Estimating the financial impact of software piracy is always a tricky business. Data needed for accurate number-crunching is often impossible to obtain, a fact that leads to fair amount of guesswork on the part of the researchers. As a result, any dollar figure attributed to piracy is often highly debatable.
A new report on Apple App Store piracy is no exception. According to analysis by 24/7 Wall St., Apple and App Store software developers have lost more than $450 million to piracy since the store's launch in July 2008. Who's to blame? Jailbreakers. Users who jailbreak their iPhones can do a number of things that Apple doesn't approve of, such as modifying the operating system or installing programs that don't come from the App Store--programs that they would otherwise have to pay for.
Since Apple collects 30 percent of revenues from App Store downloads, piracy has cost it $140 million--a sizable but manageable loss, considering the company's healthy profits. Developers, unfortunately, take the hardest hit with a $310 million loss.
The new study was greeted with some skepticism in the blogosphere, where critics and readers alike challenged the researchers' assumptions. Christina Warren of Mashable expressed her doubts:
"The biggest red flag is that 24/7 Wall St. assumes that paid iPhone applications have a piracy rate of 75 percent. How did they come to this conclusion? Using some past piracy usage examples from apps from Fishlabs and other developers, they came to the conclusion that for every app purchased, three more were downloaded from cracked sources."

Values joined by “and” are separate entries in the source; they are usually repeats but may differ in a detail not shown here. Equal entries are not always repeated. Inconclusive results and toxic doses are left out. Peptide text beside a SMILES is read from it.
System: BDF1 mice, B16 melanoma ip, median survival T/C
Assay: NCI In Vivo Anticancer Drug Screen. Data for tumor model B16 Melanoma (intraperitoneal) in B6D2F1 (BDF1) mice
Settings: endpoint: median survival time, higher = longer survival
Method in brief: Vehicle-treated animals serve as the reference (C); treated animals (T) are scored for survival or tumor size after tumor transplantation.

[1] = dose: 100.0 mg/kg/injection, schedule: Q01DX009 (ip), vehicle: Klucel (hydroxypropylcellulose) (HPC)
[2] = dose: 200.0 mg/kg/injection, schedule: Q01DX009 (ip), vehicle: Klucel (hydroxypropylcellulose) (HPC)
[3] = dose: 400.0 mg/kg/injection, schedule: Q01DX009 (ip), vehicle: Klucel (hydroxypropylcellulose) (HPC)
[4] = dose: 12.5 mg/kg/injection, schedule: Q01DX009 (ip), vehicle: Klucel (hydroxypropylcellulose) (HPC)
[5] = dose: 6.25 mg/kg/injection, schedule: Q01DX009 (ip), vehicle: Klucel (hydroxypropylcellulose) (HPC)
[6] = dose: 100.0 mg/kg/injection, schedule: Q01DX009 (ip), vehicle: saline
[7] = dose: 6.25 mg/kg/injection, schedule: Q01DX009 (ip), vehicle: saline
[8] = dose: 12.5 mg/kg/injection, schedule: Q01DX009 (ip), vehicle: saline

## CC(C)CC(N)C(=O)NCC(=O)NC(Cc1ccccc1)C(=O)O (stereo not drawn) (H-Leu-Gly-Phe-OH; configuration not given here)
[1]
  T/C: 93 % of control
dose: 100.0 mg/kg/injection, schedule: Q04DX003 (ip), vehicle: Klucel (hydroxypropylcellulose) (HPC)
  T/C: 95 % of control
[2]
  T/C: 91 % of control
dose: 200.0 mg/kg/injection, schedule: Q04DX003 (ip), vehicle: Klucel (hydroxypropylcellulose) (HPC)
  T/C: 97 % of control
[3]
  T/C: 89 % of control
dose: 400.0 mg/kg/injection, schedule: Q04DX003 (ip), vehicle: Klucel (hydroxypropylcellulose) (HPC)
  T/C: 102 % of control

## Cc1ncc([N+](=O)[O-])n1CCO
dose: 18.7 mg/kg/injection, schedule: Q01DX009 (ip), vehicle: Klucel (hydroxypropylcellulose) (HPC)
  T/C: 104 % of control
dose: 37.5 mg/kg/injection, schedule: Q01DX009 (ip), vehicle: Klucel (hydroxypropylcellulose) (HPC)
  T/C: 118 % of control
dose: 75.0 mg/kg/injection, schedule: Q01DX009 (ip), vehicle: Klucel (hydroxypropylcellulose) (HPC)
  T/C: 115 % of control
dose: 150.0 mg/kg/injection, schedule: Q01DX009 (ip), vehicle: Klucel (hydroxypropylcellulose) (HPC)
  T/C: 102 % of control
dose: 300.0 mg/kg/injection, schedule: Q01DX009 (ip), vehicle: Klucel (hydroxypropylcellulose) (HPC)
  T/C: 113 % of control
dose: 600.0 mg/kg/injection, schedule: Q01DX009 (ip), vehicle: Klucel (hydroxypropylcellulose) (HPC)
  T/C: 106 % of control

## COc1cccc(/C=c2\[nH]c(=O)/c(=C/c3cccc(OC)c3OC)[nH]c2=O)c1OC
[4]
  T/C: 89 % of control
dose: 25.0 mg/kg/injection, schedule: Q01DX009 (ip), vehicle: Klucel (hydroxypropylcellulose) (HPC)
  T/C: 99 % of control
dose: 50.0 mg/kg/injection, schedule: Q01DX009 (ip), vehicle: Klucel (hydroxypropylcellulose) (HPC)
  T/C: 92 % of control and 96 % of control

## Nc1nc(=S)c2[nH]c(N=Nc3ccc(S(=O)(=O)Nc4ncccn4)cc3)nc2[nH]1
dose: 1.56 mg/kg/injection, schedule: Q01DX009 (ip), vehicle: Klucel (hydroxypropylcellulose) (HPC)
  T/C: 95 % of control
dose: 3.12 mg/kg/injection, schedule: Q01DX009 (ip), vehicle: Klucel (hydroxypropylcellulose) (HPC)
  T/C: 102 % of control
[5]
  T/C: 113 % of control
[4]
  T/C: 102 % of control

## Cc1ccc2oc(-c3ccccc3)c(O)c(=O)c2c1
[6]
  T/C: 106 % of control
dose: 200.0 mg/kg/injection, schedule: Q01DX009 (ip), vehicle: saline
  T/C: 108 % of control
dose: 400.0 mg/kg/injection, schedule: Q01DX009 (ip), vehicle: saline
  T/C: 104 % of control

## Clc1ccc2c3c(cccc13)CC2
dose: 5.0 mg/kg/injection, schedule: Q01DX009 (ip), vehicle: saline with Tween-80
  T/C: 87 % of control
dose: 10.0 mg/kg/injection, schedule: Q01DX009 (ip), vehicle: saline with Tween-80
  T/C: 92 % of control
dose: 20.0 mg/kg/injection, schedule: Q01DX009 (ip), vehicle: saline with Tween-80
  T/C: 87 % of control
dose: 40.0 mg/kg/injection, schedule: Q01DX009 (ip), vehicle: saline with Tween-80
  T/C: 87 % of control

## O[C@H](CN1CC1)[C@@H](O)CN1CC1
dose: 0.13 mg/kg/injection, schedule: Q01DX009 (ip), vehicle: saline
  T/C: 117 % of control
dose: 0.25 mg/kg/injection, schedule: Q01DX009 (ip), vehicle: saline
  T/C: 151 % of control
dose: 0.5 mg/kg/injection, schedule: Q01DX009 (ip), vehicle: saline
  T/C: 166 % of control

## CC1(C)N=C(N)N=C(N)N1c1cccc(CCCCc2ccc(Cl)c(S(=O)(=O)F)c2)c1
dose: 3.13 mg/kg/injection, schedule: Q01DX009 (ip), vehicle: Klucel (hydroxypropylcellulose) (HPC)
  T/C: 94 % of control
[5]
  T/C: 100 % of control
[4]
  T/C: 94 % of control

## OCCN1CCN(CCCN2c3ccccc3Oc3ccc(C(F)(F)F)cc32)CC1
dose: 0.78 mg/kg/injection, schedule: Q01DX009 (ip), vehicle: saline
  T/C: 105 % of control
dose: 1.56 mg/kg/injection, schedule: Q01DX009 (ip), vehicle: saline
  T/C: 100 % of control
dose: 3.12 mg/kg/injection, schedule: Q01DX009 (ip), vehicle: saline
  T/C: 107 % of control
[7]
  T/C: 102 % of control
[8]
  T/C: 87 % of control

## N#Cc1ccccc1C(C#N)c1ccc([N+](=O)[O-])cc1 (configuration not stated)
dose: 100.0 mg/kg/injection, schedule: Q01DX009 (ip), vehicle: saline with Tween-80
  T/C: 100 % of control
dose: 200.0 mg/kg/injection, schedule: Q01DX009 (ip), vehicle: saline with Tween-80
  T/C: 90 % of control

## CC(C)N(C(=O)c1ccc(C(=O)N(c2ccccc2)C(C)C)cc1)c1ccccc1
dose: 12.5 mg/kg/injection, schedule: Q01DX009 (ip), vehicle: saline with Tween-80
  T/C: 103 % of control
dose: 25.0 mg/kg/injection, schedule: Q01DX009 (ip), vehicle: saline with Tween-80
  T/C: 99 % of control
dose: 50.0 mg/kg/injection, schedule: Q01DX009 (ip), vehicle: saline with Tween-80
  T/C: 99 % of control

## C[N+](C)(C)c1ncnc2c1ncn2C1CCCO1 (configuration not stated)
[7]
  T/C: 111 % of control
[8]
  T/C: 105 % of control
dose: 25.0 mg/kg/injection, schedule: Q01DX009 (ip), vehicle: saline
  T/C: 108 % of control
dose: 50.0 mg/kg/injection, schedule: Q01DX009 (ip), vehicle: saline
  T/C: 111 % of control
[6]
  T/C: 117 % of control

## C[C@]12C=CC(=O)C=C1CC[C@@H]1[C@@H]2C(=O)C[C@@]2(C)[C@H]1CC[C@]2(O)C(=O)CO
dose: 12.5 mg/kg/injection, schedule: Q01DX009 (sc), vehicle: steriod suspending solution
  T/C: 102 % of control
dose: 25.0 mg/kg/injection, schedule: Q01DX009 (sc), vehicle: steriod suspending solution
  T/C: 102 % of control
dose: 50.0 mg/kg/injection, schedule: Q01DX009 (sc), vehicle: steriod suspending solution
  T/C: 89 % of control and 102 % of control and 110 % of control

Warren points out that while some developers are hit hard by thievery--Fishlabs recently reported a 95-percent piracy rate for one of its iPhone games--the problem is probably less severe for most of the 28,000-plus App Store developers.
And over at MacRumors, reader "speedfreak007" posted a similar--if less eloquent--concern: "3 pirated downloads each time someone purchases an app? that's just ridiculous! how can you calculate such important statistics with such few data?"
The 24/7 Wall St. report does admit that it's difficult to gauge piracy rates. We'll probably never know the full extent of the problem, but certainly this new report is another indication that piracy isn't going away anytime soon.